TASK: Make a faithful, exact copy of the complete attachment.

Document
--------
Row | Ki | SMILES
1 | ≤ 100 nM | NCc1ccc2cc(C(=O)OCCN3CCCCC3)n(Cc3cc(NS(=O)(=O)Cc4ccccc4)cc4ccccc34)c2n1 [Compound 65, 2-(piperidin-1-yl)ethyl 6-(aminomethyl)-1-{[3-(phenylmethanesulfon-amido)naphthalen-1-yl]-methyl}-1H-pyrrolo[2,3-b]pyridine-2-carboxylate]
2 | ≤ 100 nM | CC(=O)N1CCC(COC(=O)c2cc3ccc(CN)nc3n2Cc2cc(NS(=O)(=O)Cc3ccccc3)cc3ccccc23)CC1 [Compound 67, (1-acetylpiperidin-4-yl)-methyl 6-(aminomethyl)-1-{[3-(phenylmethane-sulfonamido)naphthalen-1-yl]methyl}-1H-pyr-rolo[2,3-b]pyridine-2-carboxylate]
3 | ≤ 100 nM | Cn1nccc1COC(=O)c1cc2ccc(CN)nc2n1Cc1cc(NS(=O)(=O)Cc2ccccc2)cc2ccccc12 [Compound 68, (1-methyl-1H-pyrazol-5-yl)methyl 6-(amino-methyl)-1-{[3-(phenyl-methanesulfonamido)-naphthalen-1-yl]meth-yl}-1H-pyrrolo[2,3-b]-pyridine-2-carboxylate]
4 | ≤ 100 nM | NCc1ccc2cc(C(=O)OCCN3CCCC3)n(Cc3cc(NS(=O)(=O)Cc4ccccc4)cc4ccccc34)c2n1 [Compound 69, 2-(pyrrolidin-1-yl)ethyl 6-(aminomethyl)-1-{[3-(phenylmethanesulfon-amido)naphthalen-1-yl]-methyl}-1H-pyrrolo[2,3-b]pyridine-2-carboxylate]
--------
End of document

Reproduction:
Row | Ki | SMILES
1 | ≤ 100 nM | NCc1ccc2cc(C(=O)OCCN3CCCCC3)n(Cc3cc(NS(=O)(=O)Cc4ccccc4)cc4ccccc34)c2n1 [Compound 65, 2-(piperidin-1-yl)ethyl 6-(aminomethyl)-1-{[3-(phenylmethanesulfon-amido)naphthalen-1-yl]-methyl}-1H-pyrrolo[2,3-b]pyridine-2-carboxylate]
2 | ≤ 100 nM | CC(=O)N1CCC(COC(=O)c2cc3ccc(CN)nc3n2Cc2cc(NS(=O)(=O)Cc3ccccc3)cc3ccccc23)CC1 [Compound 67, (1-acetylpiperidin-4-yl)-methyl 6-(aminomethyl)-1-{[3-(phenylmethane-sulfonamido)naphthalen-1-yl]methyl}-1H-pyr-rolo[2,3-b]pyridine-2-carboxylate]
3 | ≤ 100 nM | Cn1nccc1COC(=O)c1cc2ccc(CN)nc2n1Cc1cc(NS(=O)(=O)Cc2ccccc2)cc2ccccc12 [Compound 68, (1-methyl-1H-pyrazol-5-yl)methyl 6-(amino-methyl)-1-{[3-(phenyl-methanesulfonamido)-naphthalen-1-yl]meth-yl}-1H-pyrrolo[2,3-b]-pyridine-2-carboxylate]
4 | ≤ 100 nM | NCc1ccc2cc(C(=O)OCCN3CCCC3)n(Cc3cc(NS(=O)(=O)Cc4ccccc4)cc4ccccc34)c2n1 [Compound 69, 2-(pyrrolidin-1-yl)ethyl 6-(aminomethyl)-1-{[3-(phenylmethanesulfon-amido)naphthalen-1-yl]-methyl}-1H-pyrrolo[2,3-b]pyridine-2-carboxylate]